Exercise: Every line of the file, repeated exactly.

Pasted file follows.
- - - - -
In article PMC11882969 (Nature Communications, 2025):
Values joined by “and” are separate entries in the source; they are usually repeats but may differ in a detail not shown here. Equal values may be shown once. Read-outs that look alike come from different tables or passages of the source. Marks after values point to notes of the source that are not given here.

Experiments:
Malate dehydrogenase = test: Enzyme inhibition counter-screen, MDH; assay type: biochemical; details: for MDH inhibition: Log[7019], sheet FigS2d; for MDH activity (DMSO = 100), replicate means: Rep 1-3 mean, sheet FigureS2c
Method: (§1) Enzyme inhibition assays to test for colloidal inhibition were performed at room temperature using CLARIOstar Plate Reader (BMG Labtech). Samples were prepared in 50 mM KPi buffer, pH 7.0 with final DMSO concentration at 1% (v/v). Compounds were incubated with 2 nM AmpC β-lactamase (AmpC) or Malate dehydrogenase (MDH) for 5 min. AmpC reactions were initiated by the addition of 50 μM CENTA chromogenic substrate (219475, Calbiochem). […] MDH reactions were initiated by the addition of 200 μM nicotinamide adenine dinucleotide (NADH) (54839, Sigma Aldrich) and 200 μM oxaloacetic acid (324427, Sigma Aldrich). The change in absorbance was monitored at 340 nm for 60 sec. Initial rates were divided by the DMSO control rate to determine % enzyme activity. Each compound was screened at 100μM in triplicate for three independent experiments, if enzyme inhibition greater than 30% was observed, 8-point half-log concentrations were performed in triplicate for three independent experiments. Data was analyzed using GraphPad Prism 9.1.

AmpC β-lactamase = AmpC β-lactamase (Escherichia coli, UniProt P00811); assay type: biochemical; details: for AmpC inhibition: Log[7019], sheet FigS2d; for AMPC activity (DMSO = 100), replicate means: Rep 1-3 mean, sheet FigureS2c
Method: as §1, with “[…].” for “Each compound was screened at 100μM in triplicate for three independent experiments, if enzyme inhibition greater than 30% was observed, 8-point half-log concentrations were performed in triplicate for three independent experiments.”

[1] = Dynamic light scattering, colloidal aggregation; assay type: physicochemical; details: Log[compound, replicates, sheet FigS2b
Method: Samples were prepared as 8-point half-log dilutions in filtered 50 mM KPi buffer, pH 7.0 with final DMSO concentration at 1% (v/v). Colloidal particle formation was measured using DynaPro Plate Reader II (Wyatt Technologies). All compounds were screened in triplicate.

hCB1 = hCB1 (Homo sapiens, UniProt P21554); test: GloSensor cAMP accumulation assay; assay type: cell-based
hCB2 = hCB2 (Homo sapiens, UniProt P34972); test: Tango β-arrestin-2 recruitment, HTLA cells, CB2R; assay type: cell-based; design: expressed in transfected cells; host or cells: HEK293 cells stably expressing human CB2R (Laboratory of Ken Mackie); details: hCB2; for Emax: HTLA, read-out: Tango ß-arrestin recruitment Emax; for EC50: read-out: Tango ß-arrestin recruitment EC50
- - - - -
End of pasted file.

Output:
In article PMC11882969 (Nature Communications, 2025):
Values joined by “and” are separate entries in the source; they are usually repeats but may differ in a detail not shown here. Equal values may be shown once. Read-outs that look alike come from different tables or passages of the source. Marks after values point to notes of the source that are not given here.

Experiments:
Malate dehydrogenase = test: Enzyme inhibition counter-screen, MDH; assay type: biochemical; details: for MDH inhibition: Log[7019], sheet FigS2d; for MDH activity (DMSO = 100), replicate means: Rep 1-3 mean, sheet FigureS2c
Method: (§1) Enzyme inhibition assays to test for colloidal inhibition were performed at room temperature using CLARIOstar Plate Reader (BMG Labtech). Samples were prepared in 50 mM KPi buffer, pH 7.0 with final DMSO concentration at 1% (v/v). Compounds were incubated with 2 nM AmpC β-lactamase (AmpC) or Malate dehydrogenase (MDH) for 5 min. AmpC reactions were initiated by the addition of 50 μM CENTA chromogenic substrate (219475, Calbiochem). […] MDH reactions were initiated by the addition of 200 μM nicotinamide adenine dinucleotide (NADH) (54839, Sigma Aldrich) and 200 μM oxaloacetic acid (324427, Sigma Aldrich). The change in absorbance was monitored at 340 nm for 60 sec. Initial rates were divided by the DMSO control rate to determine % enzyme activity. Each compound was screened at 100μM in triplicate for three independent experiments, if enzyme inhibition greater than 30% was observed, 8-point half-log concentrations were performed in triplicate for three independent experiments. Data was analyzed using GraphPad Prism 9.1.

AmpC β-lactamase = AmpC β-lactamase (Escherichia coli, UniProt P00811); assay type: biochemical; details: for AmpC inhibition: Log[7019], sheet FigS2d; for AMPC activity (DMSO = 100), replicate means: Rep 1-3 mean, sheet FigureS2c
Method: as §1, with “[…].” for “Each compound was screened at 100μM in triplicate for three independent experiments, if enzyme inhibition greater than 30% was observed, 8-point half-log concentrations were performed in triplicate for three independent experiments.”

[1] = Dynamic light scattering, colloidal aggregation; assay type: physicochemical; details: Log[compound, replicates, sheet FigS2b
Method: Samples were prepared as 8-point half-log dilutions in filtered 50 mM KPi buffer, pH 7.0 with final DMSO concentration at 1% (v/v). Colloidal particle formation was measured using DynaPro Plate Reader II (Wyatt Technologies). All compounds were screened in triplicate.

hCB1 = hCB1 (Homo sapiens, UniProt P21554); test: GloSensor cAMP accumulation assay; assay type: cell-based
hCB2 = hCB2 (Homo sapiens, UniProt P34972); test: Tango β-arrestin-2 recruitment, HTLA cells, CB2R; assay type: cell-based; design: expressed in transfected cells; host or cells: HEK293 cells stably expressing human CB2R (Laboratory of Ken Mackie); details: hCB2; for Emax: HTLA, read-out: Tango ß-arrestin recruitment Emax; for EC50: read-out: Tango ß-arrestin recruitment EC50